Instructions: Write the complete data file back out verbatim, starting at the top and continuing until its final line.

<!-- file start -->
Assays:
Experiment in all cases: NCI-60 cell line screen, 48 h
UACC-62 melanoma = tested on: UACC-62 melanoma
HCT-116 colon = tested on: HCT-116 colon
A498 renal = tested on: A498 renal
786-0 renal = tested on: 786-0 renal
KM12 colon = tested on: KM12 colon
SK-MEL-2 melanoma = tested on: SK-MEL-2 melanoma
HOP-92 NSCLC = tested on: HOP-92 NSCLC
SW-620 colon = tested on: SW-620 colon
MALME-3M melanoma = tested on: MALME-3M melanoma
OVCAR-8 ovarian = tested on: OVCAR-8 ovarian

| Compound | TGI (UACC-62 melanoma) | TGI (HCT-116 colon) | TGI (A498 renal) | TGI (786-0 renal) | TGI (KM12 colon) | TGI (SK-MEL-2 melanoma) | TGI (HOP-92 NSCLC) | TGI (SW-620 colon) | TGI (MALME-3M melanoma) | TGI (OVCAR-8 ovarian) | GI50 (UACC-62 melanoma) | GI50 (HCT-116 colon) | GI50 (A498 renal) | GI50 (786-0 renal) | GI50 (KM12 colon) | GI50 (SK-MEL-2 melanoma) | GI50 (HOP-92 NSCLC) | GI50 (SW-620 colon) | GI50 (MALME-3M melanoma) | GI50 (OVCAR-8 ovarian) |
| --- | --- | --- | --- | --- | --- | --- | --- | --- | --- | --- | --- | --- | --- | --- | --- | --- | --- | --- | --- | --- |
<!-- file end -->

Assays:
Experiment in all cases: NCI-60 cell line screen, 48 h
UACC-62 melanoma = tested on: UACC-62 melanoma
HCT-116 colon = tested on: HCT-116 colon
A498 renal = tested on: A498 renal
786-0 renal = tested on: 786-0 renal
KM12 colon = tested on: KM12 colon
SK-MEL-2 melanoma = tested on: SK-MEL-2 melanoma
HOP-92 NSCLC = tested on: HOP-92 NSCLC
SW-620 colon = tested on: SW-620 colon
MALME-3M melanoma = tested on: MALME-3M melanoma
OVCAR-8 ovarian = tested on: OVCAR-8 ovarian

| Compound | TGI (UACC-62 melanoma) | TGI (HCT-116 colon) | TGI (A498 renal) | TGI (786-0 renal) | TGI (KM12 colon) | TGI (SK-MEL-2 melanoma) | TGI (HOP-92 NSCLC) | TGI (SW-620 colon) | TGI (MALME-3M melanoma) | TGI (OVCAR-8 ovarian) | GI50 (UACC-62 melanoma) | GI50 (HCT-116 colon) | GI50 (A498 renal) | GI50 (786-0 renal) | GI50 (KM12 colon) | GI50 (SK-MEL-2 melanoma) | GI50 (HOP-92 NSCLC) | GI50 (SW-620 colon) | GI50 (MALME-3M melanoma) | GI50 (OVCAR-8 ovarian) |
| --- | --- | --- | --- | --- | --- | --- | --- | --- | --- | --- | --- | --- | --- | --- | --- | --- | --- | --- | --- | --- |